Ricardo Semler is a well-known businessman in Brazil. Back in the 1990s, when the Brazilian economy took a nosedive, he had to think about how his company, Semco, could survive.

Having done all the things he could, like cutting salaries and even having union representatives monitor all expenditure by co-signing cheques with the bosses, he decided on a radical plan.

He offered his employees the option of starting up their own satellite companies and leasing his premises and machines. Some took up this offer, some did not and remained salaried.

Many thought he was a bit bonkers, letting his staff use his assets.

I think Semler could teach the NHS a lot - particularly regarding the sometimes dysfunctional relationship between PCTs and clinical commissioners. Even more interesting are the parallels with PCTs and their own small satellites – primary care contractors.

Semler began by awarding certain contracts to his former employees rather than doing the work in house. They knew about his business so the interactions were already good; he gave them some start up training and, by allowing the use of his assets, their overheads were lower.

He looked for particular skills when awarding work. Some people he described as ‘mammoth finders’ - they had keen eyesight and could spot the opportunities (or prey) at a distance. Others were ‘mammoth killers’ – people who could secure the business. Last were the ‘mammoth cooks’ - the ones that could make something of the kill.

This made me reflect on the primary care clinicians I have met over the years. Some are excellent at telling me what the opportunities are, but when it comes to making a difference, they don’t know where to start. Others are excellent at making initiatives work and turning a profit, having seen how it could be done differently. 

It occurred to me that we rarely make this distinction when we are working with GPs and other clinicians as part of clinical commissioning work.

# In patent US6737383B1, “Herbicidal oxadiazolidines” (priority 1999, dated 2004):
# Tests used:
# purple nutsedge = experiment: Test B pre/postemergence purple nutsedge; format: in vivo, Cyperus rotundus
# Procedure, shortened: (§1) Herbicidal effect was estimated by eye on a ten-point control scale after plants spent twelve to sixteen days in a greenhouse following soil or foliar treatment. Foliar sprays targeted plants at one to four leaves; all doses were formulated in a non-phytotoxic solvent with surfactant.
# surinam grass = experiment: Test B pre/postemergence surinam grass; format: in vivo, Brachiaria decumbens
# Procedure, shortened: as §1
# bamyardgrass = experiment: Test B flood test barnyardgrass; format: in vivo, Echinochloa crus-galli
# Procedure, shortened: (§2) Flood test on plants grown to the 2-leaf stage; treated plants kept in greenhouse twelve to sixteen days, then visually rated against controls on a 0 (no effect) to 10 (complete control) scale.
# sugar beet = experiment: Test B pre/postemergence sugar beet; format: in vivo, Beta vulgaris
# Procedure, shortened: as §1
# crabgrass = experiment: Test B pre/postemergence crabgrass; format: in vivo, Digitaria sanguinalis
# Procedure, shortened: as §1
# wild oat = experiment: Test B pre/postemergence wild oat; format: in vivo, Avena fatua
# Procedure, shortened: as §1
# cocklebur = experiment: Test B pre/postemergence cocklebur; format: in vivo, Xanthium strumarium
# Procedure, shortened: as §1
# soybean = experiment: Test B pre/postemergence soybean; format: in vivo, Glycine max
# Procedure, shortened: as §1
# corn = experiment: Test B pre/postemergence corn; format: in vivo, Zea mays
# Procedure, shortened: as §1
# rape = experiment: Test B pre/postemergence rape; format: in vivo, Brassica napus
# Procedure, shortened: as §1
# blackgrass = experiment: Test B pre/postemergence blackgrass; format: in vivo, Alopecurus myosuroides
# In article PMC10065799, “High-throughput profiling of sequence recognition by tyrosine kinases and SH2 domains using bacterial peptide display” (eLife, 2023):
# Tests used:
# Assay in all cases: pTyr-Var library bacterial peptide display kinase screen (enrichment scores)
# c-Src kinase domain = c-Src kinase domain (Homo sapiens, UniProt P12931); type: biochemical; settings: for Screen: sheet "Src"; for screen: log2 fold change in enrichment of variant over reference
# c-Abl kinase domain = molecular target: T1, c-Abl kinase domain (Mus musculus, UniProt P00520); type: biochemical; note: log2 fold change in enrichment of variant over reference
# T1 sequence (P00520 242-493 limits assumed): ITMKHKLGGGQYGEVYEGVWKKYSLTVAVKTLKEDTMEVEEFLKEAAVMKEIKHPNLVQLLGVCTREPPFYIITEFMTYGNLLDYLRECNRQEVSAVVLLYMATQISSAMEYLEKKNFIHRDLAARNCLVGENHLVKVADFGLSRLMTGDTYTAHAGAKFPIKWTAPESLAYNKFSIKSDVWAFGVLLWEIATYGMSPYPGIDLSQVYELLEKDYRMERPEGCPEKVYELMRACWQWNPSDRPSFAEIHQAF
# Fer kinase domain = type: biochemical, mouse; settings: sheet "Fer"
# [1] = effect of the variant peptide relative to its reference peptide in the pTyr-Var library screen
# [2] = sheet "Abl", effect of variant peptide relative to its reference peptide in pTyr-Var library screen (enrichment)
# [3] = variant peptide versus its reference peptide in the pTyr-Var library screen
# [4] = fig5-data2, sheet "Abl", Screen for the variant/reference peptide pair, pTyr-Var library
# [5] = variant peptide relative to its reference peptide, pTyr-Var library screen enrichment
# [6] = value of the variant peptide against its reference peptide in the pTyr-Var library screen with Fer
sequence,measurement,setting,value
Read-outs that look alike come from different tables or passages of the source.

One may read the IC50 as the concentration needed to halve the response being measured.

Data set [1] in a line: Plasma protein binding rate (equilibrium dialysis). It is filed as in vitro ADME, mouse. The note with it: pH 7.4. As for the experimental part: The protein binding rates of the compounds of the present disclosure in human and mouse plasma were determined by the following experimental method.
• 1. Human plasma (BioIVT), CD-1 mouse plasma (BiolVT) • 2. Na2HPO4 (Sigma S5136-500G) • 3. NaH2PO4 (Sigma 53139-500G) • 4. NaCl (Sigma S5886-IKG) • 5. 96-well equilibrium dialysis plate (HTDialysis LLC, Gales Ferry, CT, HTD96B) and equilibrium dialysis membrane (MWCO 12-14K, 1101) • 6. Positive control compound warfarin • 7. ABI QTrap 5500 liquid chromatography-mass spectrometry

The person with the idea gets the job. They tell a good story, they are passionate. Great, get on with it then. But they may not know how to and we end up going round in circles, discussing the same things over and over until we are all totally fed up.

Why don’t we get to know our clinical commissioners’ skills better – are they mammoth finders, hunters or cooks? Which role are they happiest in and most skilled? (Have we given them any training, like Semler did his former staff?) Or should it be managers with the sharpened spears of project management or change management that take the clinical commissioning idea and make it work?

And why don’t we think of incentivising clinical commissioners differently? Semler incentivised his satellite companies in a wide number of ways.

To my mind, PCTs are too timid in using varied approaches. After all, GPs are business people. Why not pay them a small amount for the idea, run with it (with them in a consultancy role, doing the bits we can’t do) and if it works, reward them some more, or if it doesn’t, kill the idea before it costs the PCT too much. That’s what a commercial business would do. Or just pay them for the idea if it works and not if it doesn’t.

Semler also talked of three values that I think we should adapt for clinical commissioning: employee participation, profit sharing and information sharing. Why? As Semler put it: “Participation gives people control over their work, profit sharing gives them a reason to do it better, information tells them what’s working and what isn’t.”

How well does a PCT explain the data on activity, cost, financial position and so on to GPs? I think PCTs do provide this information but in many cases GPs tell me that they don’t have time, they think the information is too complicated and anyway, this is the PCT’s problem, not theirs.

But if we get the financial incentives right, help GPs prioritise and access the massive amount of complex data - acting as partners and guides in the ‘hunt’ - and match the right clinician to the right job with the right tools, could things improve? I think so.